Captain's Log
1 March 2006

50NM South of Gabo Is

PAST 24 HOURSThe weather continues to be on our side with some good sailing winds, initially from the south west and then backing to the south east at around 20 knots. The swell is in a north easterly direction at 1m and is abating. A busy afternoon of sail handling, setting and furling sails, a number of briefs and tacking drills were conducted to ensure our team was ready to face their first night at sea under sail. The Youth Crew proved themselves very capable in all that was requested of them and I was confident that if the ship needed to manoeuver during thae night, we could do so safely.Overnight watches consolidated the extensive learning that had taken place since arriving on the ship. Again playing with sails, some going for climbs and all getting to know each other a little better. Today brought yet another glorious day and some fantastic sailing. After the normal routine of morning brief and happy hour, it was time for round 1 of rope races. This is a competitive and fun learning activity where watches compete against each other in their knowledge of the ship. Horto gets everyone into this fun filled activity. Our team was then given a little guidance from Suz in the naughtical version of rule of the road. Come lunch time probably only half of our young adventurers had the stomach to eat. There are a number still suffering the effects of sea sickness, but everyone appears to be dealing with the challenges they face.NAUTICAL TERM OF THE DAYBALLAST: This comes from the old Teutonic Ballast (belly Load). Nautical usage of the word refers to weight (other than cargo) carried ddep within the hold, or belly of a ship to give her stability and trim in the water.YOURS AYEDion CurtisLIEUTENANT, RANCAPTAIN STS YOUNG ENDEAVOUR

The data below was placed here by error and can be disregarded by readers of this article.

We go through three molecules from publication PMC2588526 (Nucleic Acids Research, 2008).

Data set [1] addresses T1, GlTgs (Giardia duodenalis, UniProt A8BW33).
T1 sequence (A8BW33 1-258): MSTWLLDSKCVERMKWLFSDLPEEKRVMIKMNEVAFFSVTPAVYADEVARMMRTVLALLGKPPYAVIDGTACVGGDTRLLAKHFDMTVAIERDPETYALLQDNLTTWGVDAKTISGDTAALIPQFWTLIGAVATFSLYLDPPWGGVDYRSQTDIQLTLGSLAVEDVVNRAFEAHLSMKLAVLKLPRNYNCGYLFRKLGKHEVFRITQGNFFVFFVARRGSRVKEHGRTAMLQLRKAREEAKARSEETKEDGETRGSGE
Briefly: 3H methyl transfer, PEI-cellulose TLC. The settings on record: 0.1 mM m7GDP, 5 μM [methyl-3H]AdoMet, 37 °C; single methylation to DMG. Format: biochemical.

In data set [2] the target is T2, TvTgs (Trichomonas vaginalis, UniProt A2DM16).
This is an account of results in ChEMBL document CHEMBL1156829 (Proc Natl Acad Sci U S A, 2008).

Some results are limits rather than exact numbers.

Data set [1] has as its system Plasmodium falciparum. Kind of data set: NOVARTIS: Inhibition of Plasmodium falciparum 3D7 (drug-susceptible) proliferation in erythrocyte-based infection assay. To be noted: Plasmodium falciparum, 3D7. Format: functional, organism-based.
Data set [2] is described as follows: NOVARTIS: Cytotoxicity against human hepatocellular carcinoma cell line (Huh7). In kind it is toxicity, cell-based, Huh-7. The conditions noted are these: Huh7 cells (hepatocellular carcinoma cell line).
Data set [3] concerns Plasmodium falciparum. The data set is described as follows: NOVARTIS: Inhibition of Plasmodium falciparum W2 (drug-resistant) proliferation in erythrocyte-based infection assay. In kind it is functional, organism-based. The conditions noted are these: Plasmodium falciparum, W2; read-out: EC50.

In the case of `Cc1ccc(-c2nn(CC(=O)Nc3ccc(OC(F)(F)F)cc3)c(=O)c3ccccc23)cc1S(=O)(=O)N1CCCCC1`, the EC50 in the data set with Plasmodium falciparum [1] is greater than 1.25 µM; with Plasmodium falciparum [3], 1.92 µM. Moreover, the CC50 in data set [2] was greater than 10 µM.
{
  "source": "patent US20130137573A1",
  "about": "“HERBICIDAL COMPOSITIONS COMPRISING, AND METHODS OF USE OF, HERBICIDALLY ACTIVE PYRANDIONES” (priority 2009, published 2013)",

38° 20' South / 150° 20' East


Good winds 20 knots